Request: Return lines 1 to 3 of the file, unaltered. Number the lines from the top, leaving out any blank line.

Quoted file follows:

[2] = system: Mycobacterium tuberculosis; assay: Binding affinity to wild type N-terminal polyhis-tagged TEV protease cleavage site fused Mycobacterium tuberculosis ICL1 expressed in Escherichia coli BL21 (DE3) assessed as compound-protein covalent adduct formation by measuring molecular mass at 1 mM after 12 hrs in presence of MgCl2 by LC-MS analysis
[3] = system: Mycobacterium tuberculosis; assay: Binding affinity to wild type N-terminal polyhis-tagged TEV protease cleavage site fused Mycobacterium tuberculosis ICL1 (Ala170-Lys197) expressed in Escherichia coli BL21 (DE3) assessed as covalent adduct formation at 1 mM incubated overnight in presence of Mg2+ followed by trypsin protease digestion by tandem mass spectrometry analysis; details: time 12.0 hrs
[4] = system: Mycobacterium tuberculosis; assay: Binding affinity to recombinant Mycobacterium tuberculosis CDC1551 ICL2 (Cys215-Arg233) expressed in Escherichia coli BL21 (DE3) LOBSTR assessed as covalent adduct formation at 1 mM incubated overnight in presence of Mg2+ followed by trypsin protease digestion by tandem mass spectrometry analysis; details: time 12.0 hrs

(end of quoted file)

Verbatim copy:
[2] = system: Mycobacterium tuberculosis; assay: Binding affinity to wild type N-terminal polyhis-tagged TEV protease cleavage site fused Mycobacterium tuberculosis ICL1 expressed in Escherichia coli BL21 (DE3) assessed as compound-protein covalent adduct formation by measuring molecular mass at 1 mM after 12 hrs in presence of MgCl2 by LC-MS analysis
[3] = system: Mycobacterium tuberculosis; assay: Binding affinity to wild type N-terminal polyhis-tagged TEV protease cleavage site fused Mycobacterium tuberculosis ICL1 (Ala170-Lys197) expressed in Escherichia coli BL21 (DE3) assessed as covalent adduct formation at 1 mM incubated overnight in presence of Mg2+ followed by trypsin protease digestion by tandem mass spectrometry analysis; details: time 12.0 hrs
[4] = system: Mycobacterium tuberculosis; assay: Binding affinity to recombinant Mycobacterium tuberculosis CDC1551 ICL2 (Cys215-Arg233) expressed in Escherichia coli BL21 (DE3) LOBSTR assessed as covalent adduct formation at 1 mM incubated overnight in presence of Mg2+ followed by trypsin protease digestion by tandem mass spectrometry analysis; details: time 12.0 hrs